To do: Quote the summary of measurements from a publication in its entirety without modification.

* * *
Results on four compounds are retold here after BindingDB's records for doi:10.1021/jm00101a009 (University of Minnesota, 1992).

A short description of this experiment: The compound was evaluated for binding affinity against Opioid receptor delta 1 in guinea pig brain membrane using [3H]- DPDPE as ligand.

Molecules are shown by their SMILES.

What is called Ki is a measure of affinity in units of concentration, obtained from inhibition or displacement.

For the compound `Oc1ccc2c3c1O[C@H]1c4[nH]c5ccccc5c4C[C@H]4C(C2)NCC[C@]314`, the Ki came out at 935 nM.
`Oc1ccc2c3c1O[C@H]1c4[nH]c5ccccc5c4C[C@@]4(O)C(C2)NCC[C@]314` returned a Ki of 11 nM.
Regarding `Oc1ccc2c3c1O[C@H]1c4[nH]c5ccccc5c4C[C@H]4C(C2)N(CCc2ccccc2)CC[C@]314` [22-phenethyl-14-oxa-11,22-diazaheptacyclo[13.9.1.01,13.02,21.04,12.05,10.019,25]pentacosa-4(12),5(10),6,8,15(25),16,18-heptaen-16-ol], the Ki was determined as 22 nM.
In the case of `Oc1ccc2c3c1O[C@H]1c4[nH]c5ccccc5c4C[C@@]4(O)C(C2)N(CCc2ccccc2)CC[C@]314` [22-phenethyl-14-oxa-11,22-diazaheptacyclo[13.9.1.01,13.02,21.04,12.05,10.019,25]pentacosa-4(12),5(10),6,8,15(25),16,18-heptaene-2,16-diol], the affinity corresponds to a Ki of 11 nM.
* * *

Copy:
Results on four compounds are retold here after BindingDB's records for doi:10.1021/jm00101a009 (University of Minnesota, 1992).

A short description of this experiment: The compound was evaluated for binding affinity against Opioid receptor delta 1 in guinea pig brain membrane using [3H]- DPDPE as ligand.

Molecules are shown by their SMILES.

What is called Ki is a measure of affinity in units of concentration, obtained from inhibition or displacement.

For the compound `Oc1ccc2c3c1O[C@H]1c4[nH]c5ccccc5c4C[C@H]4C(C2)NCC[C@]314`, the Ki came out at 935 nM.
`Oc1ccc2c3c1O[C@H]1c4[nH]c5ccccc5c4C[C@@]4(O)C(C2)NCC[C@]314` returned a Ki of 11 nM.
Regarding `Oc1ccc2c3c1O[C@H]1c4[nH]c5ccccc5c4C[C@H]4C(C2)N(CCc2ccccc2)CC[C@]314` [22-phenethyl-14-oxa-11,22-diazaheptacyclo[13.9.1.01,13.02,21.04,12.05,10.019,25]pentacosa-4(12),5(10),6,8,15(25),16,18-heptaen-16-ol], the Ki was determined as 22 nM.
In the case of `Oc1ccc2c3c1O[C@H]1c4[nH]c5ccccc5c4C[C@@]4(O)C(C2)N(CCc2ccccc2)CC[C@]314` [22-phenethyl-14-oxa-11,22-diazaheptacyclo[13.9.1.01,13.02,21.04,12.05,10.019,25]pentacosa-4(12),5(10),6,8,15(25),16,18-heptaene-2,16-diol], the affinity corresponds to a Ki of 11 nM.